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Maintaining Your Mental Health During COVID-19

On the News |

While it can be tempting to leave the news on 24-7 for the latest updates and information, sometimes the constant stream of negativity and fear can do more harm than good. When you’ve learned what you need to know, and are starting to hear repetition or threatening messaging, or find it’s triggering your stress or anxiety, it’s time to unplug.

Stress weakens immune system functioning, so we need to avoid increasing our susceptibility to the virus by stressing ourselves out over the fear of catching it. Here are some helpful ways to take extra-good care of our mental health during this uncertain, rapidly-changing time:

Staying mentally well if you enter self-isolation or quarantine

Hunkering down at home can quickly feel isolated and lonely. The idea of working from home might initially seem attractive (who doesn’t love the idea of working in sweatpants?), especially if it hasn’t been an option for you before. Many of us are, in fact, highly productive at home – but having fewer reasons to leave the house each day or connect with others makes it much harder for us to meet our social needs.

While we’re all trying to make the best of our situations, don’t forget to extend an extra effort to FaceTime or call friends and family that you usually meet up with in-person. Having to isolate yourself from the public does not mean that you suddenly need less interpersonal connection. It just means that you’re going to have to work a little harder to meet those needs now that you’re not running into friends or colleagues in hallways, making small talk with your grocery store cashier, chatting with fellow parents at after-school pickup, or catching up with friends for after-work drinks or workout classes. Nurture your social connections digitally and reach out to those who may be struggling with their own isolation.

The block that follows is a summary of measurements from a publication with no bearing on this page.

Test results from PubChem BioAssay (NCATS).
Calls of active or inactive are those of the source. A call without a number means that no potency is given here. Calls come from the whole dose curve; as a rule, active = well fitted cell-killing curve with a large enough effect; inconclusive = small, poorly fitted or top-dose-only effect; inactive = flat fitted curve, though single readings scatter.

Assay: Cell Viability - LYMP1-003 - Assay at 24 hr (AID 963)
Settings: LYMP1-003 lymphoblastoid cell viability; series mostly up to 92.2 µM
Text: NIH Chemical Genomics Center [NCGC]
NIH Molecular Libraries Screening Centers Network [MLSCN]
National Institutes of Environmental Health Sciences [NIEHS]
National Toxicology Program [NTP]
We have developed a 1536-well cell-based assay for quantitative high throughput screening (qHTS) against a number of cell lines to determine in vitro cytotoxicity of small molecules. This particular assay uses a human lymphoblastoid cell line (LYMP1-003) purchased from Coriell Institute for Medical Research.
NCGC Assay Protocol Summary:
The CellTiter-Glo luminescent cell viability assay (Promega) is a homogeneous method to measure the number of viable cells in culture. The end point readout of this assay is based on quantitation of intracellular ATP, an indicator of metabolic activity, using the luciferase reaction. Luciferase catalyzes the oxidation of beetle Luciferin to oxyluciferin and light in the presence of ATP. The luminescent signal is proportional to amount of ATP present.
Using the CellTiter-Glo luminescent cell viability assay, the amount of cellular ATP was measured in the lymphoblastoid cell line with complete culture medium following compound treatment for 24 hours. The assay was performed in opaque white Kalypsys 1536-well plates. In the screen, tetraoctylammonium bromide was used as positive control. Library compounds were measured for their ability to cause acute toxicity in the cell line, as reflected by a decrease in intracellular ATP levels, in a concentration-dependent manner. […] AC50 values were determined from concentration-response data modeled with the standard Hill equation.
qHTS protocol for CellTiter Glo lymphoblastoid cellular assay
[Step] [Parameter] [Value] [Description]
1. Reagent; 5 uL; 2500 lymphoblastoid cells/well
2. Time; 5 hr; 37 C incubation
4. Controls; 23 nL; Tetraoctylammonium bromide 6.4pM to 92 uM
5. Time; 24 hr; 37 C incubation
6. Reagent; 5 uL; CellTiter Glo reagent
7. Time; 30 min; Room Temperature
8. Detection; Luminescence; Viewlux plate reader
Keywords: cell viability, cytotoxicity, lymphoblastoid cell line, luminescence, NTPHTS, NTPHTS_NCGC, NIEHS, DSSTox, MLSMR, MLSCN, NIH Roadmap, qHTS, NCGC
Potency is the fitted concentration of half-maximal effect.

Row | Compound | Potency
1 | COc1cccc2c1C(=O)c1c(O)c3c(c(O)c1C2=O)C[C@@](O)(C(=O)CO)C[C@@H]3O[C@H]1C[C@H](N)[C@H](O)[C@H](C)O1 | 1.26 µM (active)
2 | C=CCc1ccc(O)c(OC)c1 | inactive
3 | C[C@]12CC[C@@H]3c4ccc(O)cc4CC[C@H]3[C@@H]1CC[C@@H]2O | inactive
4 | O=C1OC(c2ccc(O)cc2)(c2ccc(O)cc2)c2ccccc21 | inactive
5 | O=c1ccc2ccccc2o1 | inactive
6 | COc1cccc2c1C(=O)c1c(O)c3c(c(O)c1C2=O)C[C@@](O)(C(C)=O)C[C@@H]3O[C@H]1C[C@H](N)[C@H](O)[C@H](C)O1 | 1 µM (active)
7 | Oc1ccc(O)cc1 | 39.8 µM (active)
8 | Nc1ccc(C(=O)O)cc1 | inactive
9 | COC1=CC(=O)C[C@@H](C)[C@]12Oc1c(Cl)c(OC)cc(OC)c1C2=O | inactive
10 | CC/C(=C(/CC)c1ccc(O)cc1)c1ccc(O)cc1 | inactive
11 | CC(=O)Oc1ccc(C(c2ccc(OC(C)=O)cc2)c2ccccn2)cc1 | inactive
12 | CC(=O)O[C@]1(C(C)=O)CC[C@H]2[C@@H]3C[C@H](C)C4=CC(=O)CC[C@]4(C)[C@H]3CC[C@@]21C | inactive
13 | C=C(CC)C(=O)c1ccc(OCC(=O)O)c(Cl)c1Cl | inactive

Important things to remember

Though our situation feels scary now, remember that our world has faced pandemics like this in the past. Just like with SARS, Ebola, and H1N1, the spread of Coronavirus will eventually slow down and we will find a vaccine. Though this might not be as fast as many of us would like, it will happen and we will be resilient and get through to the other side. Part of being resilient is maintaining your boundaries, and this means saying no to things you know in your gut you’re not comfortable with. This is not the time to get suckered into peer pressure. Listen to what your body and mind are trying to tell you.

If you have kids, things like this can feel even scarier to them. Make sure you reassure them that the adults have got this handled and that most of the people who are sick are also getting better. Remind them that most of the preventions being taken are out of an overabundance of caution and that they are safe with you. Explain that special precautions are being taken to protect people with weakened immune systems, such as the elderly and those with pre-existing medical conditions.

Lean into your self-care a little harder than you might normally during this time. Focus on growing your resilience. Coronavirus is scary, but we’re all stronger than we think and can handle what life throws at us. We’ve made it through 100% of our bad days so far, and we can make it through these.

If it’s still too much

When we feel like we can’t cope, know when it’s time to reach out for professional help. Many counsellors, including ours at FamilySparks, can conduct their sessions digitally, via video chat, online chat, or phone. Digital sessions can keep you safe while still providing the help and care that you need. This is an opportunity to care for yourself and your family and focus on what really matters in your life.